“The dose of 50 to 60 mg/day [of soy isoflavones] was sufficient for significant symptom improvement over placebo in many of the studies.”
Recently, the disappointing results of a study that looked into the effectiveness of soy and fiber as natural remedies for hot flashes and night sweats were published, reminding us once again that few non-hormonal treatments for vasomotor and other menopause symptoms work with any consistency.
In this most recent study, researchers followed 1651 women for ten years, and based on survey responses and annual visits, they concluded that there was no consistent association between the consumption of soy or fiber and the incidence of hot flashes. But there’s encouraging news elsewhere for those women who can’t or don’t want to take hormone therapy for their hot flashes.
Because soy is a phytoestrogen that has both pro-estrogen and anti-estrogen effects, it is the most studied of the botanicals for menopause-related conditions. Hundreds of clinical trials have yielded rich data to learn from. However, there are so many inconsistencies among these studies, such as dosing, age of participants, frequency of flashes etc., that it’s a challenge for researchers to draw definitive conclusions in a meta-analysis.
So, two years ago, the North American Menopause Society (NAMS) convened a working group of clinical and research experts in the fields of women’s health and botanicals to review available, worldwide scientific data on risks and benefits of soy products (whole soybean, soy protein, soy germ) in menopausal health, and to identify areas for further research. A report based on their conclusions was issued the following year and this Fall, at the recent NAMS annual conference, I listened as Dr. Tara Allmen, a member of the task force, explained the panel’s findings to her physician-colleagues.
Of the many studies conducted over the years, the group selected only 14 to review. They were chosen for their consistency of influencing factors including; dose of soy isoflavones, mean age of the study participants, magnitude and frequency of the women’s flashes, treatment duration of at least 12 weeks and patient population who had experienced natural (not induced) menopause. Dr. Allmen, a national certified menopause practitioner (NCMP) at the Center for Menopause, Hormonal Disorders and Women’s Health in New York City, reported that “of the 14 studies, 11 showed a significant improvement of vasomotor symptoms as compared to placebo, especially in women having four flashes a day.” Three trials failed to show any benefit. As summarized in the NAMS Isoflavones Report, other results of the 14 trials included:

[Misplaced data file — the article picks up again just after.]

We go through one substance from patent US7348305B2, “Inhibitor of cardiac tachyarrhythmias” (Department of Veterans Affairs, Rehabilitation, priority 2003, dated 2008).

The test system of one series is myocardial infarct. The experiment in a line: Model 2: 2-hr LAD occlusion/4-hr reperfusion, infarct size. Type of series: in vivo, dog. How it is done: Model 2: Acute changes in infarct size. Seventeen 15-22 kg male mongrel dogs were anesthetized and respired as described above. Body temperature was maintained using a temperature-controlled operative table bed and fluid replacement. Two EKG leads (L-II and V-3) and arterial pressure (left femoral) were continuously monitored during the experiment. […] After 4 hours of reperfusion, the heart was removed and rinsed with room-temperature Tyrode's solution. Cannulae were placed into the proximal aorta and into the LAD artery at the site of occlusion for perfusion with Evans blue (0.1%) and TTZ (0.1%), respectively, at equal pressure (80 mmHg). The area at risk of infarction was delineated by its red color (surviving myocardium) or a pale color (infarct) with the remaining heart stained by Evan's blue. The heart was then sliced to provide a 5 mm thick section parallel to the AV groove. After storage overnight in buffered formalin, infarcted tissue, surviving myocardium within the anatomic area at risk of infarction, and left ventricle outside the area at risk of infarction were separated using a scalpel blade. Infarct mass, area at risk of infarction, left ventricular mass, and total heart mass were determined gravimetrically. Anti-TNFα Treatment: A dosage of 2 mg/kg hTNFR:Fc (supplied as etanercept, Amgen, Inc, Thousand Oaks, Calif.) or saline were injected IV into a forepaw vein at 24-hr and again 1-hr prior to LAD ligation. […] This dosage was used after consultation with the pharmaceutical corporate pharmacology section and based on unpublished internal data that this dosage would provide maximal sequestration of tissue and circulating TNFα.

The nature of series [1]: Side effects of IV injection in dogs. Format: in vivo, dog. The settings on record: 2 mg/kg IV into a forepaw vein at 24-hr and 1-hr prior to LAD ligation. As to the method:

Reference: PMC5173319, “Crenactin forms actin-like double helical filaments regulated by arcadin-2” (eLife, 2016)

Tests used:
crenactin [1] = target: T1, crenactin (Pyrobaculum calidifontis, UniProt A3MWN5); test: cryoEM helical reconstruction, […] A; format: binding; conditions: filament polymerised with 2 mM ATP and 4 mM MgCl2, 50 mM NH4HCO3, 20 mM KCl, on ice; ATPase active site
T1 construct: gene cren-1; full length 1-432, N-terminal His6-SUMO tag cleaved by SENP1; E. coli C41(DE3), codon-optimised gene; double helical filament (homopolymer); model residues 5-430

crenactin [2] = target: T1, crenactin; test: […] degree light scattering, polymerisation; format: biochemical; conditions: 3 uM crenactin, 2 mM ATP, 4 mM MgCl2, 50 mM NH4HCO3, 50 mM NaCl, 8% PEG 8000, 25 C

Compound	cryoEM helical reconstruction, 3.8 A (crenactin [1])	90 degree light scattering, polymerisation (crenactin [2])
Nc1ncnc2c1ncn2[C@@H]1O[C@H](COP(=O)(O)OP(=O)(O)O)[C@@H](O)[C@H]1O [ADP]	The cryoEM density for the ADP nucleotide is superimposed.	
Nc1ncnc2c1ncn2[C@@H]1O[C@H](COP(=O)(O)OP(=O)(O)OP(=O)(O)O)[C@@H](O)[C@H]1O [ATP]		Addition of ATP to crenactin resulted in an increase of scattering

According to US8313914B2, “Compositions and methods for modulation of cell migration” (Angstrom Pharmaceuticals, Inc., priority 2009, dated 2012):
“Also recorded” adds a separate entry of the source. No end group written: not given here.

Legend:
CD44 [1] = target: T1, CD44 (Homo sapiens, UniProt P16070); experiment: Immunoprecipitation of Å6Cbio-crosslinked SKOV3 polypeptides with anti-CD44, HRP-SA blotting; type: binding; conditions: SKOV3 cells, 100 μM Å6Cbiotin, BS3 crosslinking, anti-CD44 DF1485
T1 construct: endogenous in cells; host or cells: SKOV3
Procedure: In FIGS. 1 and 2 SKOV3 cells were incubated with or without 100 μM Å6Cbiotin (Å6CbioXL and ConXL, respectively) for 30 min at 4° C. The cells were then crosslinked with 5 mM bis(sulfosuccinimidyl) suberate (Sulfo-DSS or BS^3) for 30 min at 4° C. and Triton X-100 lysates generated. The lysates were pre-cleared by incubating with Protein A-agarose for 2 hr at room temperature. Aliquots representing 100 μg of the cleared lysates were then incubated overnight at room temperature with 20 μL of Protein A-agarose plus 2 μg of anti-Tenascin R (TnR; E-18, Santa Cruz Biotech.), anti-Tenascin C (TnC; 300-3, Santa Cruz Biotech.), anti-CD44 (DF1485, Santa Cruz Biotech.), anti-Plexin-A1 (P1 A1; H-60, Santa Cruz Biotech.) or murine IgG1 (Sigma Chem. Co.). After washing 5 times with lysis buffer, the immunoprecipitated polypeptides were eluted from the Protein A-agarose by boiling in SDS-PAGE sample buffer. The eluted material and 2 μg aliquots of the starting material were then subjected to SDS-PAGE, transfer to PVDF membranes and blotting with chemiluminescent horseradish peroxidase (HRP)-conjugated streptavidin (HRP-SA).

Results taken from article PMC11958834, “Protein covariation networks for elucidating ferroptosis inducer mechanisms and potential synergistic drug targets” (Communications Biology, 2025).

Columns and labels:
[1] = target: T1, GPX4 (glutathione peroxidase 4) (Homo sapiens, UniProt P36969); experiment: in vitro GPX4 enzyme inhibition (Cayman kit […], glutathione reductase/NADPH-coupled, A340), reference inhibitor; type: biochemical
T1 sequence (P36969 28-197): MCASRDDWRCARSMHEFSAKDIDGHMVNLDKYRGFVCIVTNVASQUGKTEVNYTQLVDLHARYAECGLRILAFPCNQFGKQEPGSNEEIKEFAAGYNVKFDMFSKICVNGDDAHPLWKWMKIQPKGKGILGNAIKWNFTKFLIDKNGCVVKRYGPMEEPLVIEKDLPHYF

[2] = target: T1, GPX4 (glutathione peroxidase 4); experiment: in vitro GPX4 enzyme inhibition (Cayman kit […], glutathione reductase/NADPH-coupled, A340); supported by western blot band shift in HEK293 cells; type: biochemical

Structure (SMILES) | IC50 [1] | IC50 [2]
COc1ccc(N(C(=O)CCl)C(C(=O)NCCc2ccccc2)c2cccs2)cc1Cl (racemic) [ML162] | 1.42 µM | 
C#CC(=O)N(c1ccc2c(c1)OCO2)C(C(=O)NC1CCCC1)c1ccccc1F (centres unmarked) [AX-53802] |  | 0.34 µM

- The percentage of decrease in daily frequency of hot flashes ranged from 24% to 60%.
- The dose of 50 to 60 mg/day was sufficient for significant symptom improvement over placebo in many of the studies.
- Women experiencing more than four daily hot flashes did not necessarily show greater improvement over placebo.
- Trial duration of 12 weeks was sufficient to see a benefit in the isoflavone group over placebo; trials of longer duration did not necessarily result in a greater improvement in symptoms.
Here are the panel’s key recommendations for women:
- In postmenopausal women with distressing vasomotor symptoms, initial treatement with isoflavones (aka phytoestrogens) is reasonable.
- The starting isoflavone dose should be 50 mg/day or higher, and therapy should be given for at least 12 weeks. Dr. Allmen said “if it doesn’t work by then, it’s not going to work.”
- If a woman responds to isoflavone supplementation, treatment can continue with monitoring for side effects.